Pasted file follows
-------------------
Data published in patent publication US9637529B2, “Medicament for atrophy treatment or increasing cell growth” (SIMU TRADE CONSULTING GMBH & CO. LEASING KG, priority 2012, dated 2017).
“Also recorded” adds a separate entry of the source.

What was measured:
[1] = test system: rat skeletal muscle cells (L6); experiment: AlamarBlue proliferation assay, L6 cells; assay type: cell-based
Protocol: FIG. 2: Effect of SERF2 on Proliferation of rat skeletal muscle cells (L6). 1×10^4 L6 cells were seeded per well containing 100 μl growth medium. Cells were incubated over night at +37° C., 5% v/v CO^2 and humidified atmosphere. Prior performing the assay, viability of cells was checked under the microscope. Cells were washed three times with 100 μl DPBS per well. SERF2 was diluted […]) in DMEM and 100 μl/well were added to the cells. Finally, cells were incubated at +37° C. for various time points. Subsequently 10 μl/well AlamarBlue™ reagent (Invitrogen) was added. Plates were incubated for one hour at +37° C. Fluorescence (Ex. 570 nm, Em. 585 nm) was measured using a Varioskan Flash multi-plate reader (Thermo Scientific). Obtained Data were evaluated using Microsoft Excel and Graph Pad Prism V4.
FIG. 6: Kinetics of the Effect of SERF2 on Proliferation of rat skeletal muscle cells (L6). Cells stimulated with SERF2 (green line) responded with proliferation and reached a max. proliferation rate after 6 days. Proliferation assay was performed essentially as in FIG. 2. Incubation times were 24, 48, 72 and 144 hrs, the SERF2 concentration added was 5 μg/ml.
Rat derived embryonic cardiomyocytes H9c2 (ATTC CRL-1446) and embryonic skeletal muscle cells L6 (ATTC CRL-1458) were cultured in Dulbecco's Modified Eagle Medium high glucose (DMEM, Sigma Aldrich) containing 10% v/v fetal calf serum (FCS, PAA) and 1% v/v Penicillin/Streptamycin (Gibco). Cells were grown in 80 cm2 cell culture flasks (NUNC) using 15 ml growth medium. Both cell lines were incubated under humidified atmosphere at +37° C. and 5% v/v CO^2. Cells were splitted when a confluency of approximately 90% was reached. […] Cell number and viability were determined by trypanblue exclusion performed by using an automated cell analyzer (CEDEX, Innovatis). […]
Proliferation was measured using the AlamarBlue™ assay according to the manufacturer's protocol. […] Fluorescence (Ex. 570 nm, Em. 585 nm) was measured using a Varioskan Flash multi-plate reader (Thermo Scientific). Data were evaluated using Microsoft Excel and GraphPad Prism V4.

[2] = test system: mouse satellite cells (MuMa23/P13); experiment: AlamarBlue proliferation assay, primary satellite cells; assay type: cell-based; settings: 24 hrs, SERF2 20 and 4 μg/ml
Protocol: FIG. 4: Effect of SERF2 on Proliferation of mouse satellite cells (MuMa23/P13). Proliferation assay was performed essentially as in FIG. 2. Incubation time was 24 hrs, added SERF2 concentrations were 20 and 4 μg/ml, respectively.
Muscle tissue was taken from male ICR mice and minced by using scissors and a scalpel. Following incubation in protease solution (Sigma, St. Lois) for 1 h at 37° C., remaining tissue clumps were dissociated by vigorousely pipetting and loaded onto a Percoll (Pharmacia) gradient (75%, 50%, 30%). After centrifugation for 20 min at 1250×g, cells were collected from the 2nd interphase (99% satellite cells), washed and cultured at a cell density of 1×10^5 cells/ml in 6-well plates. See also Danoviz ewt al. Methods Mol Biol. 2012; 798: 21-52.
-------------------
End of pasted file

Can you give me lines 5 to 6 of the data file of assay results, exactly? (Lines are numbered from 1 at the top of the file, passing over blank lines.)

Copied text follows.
Protocol: FIG. 2: Effect of SERF2 on Proliferation of rat skeletal muscle cells (L6). 1×10^4 L6 cells were seeded per well containing 100 μl growth medium. Cells were incubated over night at +37° C., 5% v/v CO^2 and humidified atmosphere. Prior performing the assay, viability of cells was checked under the microscope. Cells were washed three times with 100 μl DPBS per well. SERF2 was diluted […]) in DMEM and 100 μl/well were added to the cells. Finally, cells were incubated at +37° C. for various time points. Subsequently 10 μl/well AlamarBlue™ reagent (Invitrogen) was added. Plates were incubated for one hour at +37° C. Fluorescence (Ex. 570 nm, Em. 585 nm) was measured using a Varioskan Flash multi-plate reader (Thermo Scientific). Obtained Data were evaluated using Microsoft Excel and Graph Pad Prism V4.
FIG. 6: Kinetics of the Effect of SERF2 on Proliferation of rat skeletal muscle cells (L6). Cells stimulated with SERF2 (green line) responded with proliferation and reached a max. proliferation rate after 6 days. Proliferation assay was performed essentially as in FIG. 2. Incubation times were 24, 48, 72 and 144 hrs, the SERF2 concentration added was 5 μg/ml.